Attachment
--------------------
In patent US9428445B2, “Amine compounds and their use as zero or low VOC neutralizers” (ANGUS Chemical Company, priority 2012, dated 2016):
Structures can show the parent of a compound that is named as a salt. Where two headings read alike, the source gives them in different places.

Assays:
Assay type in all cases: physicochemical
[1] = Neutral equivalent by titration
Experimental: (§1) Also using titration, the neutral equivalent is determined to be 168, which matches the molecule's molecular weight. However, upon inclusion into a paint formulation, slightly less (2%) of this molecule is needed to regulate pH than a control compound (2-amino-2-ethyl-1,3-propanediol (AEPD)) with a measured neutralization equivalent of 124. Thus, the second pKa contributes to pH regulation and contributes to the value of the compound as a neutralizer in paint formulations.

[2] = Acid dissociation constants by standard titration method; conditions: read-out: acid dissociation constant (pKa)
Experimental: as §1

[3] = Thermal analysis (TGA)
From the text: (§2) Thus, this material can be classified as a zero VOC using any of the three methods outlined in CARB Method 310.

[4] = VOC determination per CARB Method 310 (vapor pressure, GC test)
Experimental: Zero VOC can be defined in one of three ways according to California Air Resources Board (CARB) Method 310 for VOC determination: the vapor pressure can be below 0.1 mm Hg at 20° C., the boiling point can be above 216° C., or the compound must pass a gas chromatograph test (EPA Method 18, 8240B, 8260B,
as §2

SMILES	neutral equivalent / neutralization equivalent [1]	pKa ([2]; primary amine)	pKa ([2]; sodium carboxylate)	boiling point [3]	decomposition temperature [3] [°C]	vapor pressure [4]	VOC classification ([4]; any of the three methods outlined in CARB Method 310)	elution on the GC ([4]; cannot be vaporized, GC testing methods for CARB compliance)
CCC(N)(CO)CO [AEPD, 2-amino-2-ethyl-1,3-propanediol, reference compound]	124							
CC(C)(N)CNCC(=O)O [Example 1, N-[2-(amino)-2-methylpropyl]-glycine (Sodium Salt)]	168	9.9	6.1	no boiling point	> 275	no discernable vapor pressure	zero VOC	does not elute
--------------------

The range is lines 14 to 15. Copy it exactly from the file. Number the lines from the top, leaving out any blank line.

SMILES	neutral equivalent / neutralization equivalent [1]	pKa ([2]; primary amine)	pKa ([2]; sodium carboxylate)	boiling point [3]	decomposition temperature [3] [°C]	vapor pressure [4]	VOC classification ([4]; any of the three methods outlined in CARB Method 310)	elution on the GC ([4]; cannot be vaporized, GC testing methods for CARB compliance)
CCC(N)(CO)CO [AEPD, 2-amino-2-ethyl-1,3-propanediol, reference compound]	124							